Tonight, though, let’s set the distractions aside, to bask in this moment, as we are caught up in the gift which Christ gives us, His followers: His very Body and Blood to transform us and, by extension, to transform the world, little by little, person by person, into His image and likeness.

So, the Eucharistic Revival, which we have been preparing for these past few years, (and is reaching its high point this summer in Indianapolis), is a providential moment for us, awakening us to our original baptismal promises “to keep the flame of faith burning brightly” by avoiding the sins and distractions that pull us away from the reality of Christ. 

Of course, we can see what the saints say about it, especially how they relied on the Eucharistic presence as an essential factor in living holy lives. Because of their encounter with Christ, they became more themselves - they became freer individuals to the point that nothing could dissuade them from the reality of Christ.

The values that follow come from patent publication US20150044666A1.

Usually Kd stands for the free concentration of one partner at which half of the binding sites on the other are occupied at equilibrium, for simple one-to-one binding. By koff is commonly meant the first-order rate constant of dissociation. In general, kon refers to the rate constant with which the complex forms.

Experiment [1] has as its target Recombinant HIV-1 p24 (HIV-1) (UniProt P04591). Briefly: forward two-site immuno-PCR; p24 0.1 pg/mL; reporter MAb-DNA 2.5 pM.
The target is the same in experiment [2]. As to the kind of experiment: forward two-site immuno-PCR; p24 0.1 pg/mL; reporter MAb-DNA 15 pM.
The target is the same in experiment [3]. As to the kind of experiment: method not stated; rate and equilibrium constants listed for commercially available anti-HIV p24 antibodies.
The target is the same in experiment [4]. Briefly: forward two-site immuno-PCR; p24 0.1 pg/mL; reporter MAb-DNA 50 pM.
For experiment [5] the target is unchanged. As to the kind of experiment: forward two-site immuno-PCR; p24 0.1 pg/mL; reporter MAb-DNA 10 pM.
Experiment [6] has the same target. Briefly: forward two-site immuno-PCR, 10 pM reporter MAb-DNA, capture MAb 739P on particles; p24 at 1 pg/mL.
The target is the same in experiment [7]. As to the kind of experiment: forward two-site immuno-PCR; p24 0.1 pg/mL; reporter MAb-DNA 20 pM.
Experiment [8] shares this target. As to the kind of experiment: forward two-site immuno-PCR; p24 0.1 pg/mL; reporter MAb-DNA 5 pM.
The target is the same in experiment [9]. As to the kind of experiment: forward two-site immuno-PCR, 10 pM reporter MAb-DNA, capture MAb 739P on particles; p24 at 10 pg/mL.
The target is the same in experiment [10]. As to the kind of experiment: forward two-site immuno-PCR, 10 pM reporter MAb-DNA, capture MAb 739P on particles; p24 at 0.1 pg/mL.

In a similar vein, the mandatum given to us by Christ is one of charity, (i.e., a concern for the destiny of our neighbor). In a dramatic turn of events, Jesus donned an apron, washing the feet of those present. It must have felt so uncomfortable for His disciples because He reversed their pre-conceptions. We see some of the disciples protesting the gesture. With all made in the image and likeness of God, we need to contemplate the very people we are committed to serve even from different perspectives.

Tonight, as we pray, pray more intensely, placing ourselves in the garden to watch and pray with the Lord experiencing the intensity of His prayer.

We say, “Thank you, Lord, for the gift of our dedicated priests and the availability of the Holy Eucharist to nourish us, and the mission to share what Jesus is doing in our lives.”  

As priests, we all say thank you to each of you for your prayers and your witness of faith, which encourages us, all the more, to be faithful. Thank you for the hope you have by sharing your dreams and aspirations as sons and daughters of God.

Let us watch and pray with our Lord and give Him our thanks and praise. May God bless you and keep you!